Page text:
Torrential rains and flash floods trapped scores of people in homes and cars following a massive cyclone, piling more misery on Australia Saturday after weeks of record inundations.
Damaged boats rest against luxury waterfront homes in Cardwell on February 4, 2011.
As coastal residents pieced together homes and farms destroyed by Severe Tropical Cyclone Yasi, dramatic deluges brought by cyclone activity caused chaos in the state of Victoria, some 2,000 kilometres (1,200 miles) away.
More than 80 people were rescued from flood-bound houses and vehicles, while a 14-year-old girl was pulled from a swollen river as emergency services fielded 3,800 calls for help.
A 26-year-old English tourist was in critical condition with serious head injuries after a large gum tree came down on her tent. Her sister, who was also sleeping in the tent, suffered a broken collarbone.
"There is a simple message for everybody in Victoria at the moment: please take care," warned Victoria state premier Ted Baillieu.
"Whether you're near the roads, whether you're near floodwaters, please don't drive through, ride through or play through floodwaters."
Parts of Melbourne, Australia's second biggest city, were lashed by 175 millimetres (6.8 inches) of rain overnight, while flash floods hit the town of Mildura after a record downpour of 200 millimetres on Friday afternoon.
The downpours come after Australia's worst cyclone in a century left a trail of destruction and a damage bill of billions of dollars (billions US) after hitting Queensland state on Wednesday, but miraculously caused no known deaths.
The storm -- categorised as having the highest possible threat level -- laid waste to entire towns, hurled luxury yachts around like toys and shredded enormous swathes of banana and sugar crops, adding an estimated 0.25 percentage points to inflation.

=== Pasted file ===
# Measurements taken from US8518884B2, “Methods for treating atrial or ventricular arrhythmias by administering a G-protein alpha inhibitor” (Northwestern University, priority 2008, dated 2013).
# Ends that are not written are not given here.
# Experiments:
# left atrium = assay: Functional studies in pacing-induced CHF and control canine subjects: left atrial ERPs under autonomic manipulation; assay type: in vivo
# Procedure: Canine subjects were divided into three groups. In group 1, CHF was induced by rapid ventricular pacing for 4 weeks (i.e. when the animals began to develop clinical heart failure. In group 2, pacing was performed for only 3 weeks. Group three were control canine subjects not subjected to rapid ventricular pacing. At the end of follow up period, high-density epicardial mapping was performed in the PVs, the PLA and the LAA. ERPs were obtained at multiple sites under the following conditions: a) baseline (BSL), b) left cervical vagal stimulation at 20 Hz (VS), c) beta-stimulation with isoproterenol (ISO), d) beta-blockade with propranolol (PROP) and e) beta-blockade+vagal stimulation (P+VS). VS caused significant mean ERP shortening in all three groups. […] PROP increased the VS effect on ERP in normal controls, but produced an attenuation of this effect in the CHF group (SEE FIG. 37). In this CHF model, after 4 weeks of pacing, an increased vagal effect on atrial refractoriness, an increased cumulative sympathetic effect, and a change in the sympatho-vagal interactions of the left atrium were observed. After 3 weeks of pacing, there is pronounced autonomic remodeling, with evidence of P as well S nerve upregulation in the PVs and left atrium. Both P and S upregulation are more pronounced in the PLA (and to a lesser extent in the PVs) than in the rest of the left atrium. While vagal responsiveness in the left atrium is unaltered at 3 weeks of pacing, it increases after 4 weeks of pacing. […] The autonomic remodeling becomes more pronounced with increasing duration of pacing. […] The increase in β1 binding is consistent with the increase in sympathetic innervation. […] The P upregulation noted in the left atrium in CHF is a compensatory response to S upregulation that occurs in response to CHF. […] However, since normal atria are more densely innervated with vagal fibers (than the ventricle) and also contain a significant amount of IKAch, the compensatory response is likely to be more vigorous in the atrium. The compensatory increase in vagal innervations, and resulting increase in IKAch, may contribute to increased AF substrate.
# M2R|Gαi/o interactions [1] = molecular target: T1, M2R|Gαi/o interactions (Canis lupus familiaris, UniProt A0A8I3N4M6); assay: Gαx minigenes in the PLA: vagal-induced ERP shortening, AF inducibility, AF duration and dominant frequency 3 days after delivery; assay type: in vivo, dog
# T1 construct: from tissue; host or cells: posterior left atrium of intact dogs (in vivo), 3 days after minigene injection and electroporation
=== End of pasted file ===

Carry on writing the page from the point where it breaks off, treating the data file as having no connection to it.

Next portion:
"People say good old Queenslanders are tough and they can rebuild, but this is just too hard for us," said Sandra Cameron, an elderly resident of Tully Heads, one of the worst-hit communities.
Debris including fridges, pool tables and the remains of homes littered the coastal hamlet, while some communities remained cut off by floods and fallen trees, hampering recovery efforts.
"It's just devastating. Obviously there was hell of a lot of force come through here," Tully Heads resident Greville Blank, 69, whose house was destroyed, told the AAP news agency.
Two men who were reported missing in the town of Cardwell turned up safe, and media said a couple who were feared drowned when their yacht capsized had also been contacted by authorities.
Australia's military scaled back operations to deal with weeks of floods, which hit three-quarters of sprawling Queensland including the state capital Brisbane. But another 4,000 troops were helping clear up after the cyclone.
Swiss miner Xstrata resumed its operations at Mount Isa and Cloncurry, in Queensland's north, after the downgraded storm failed to cause any damage.
Power was restored to 15,000 properties in tourism centre Cairns, a gateway to the Great Barrier Reef, as military aircraft prepared to fly in bottled water, tinned food and baby supplies because some roads remained impassable.
Meanwhile tourism authorities were hoping to bounce back quickly from the disasters, which may have undone the public relations coup of bringing over US chat show queen Oprah Winfrey for filming in December.
"We're now working with Tourism Australia to come up with a joint marketing plan as quickly as possible so we can get out on the front foot and say 'we want to welcome as many people as we can'," Tourism Queensland head Anthony Hayes told ABC.
"We've had some bad press but it's still a fantastic place for a holiday," he added.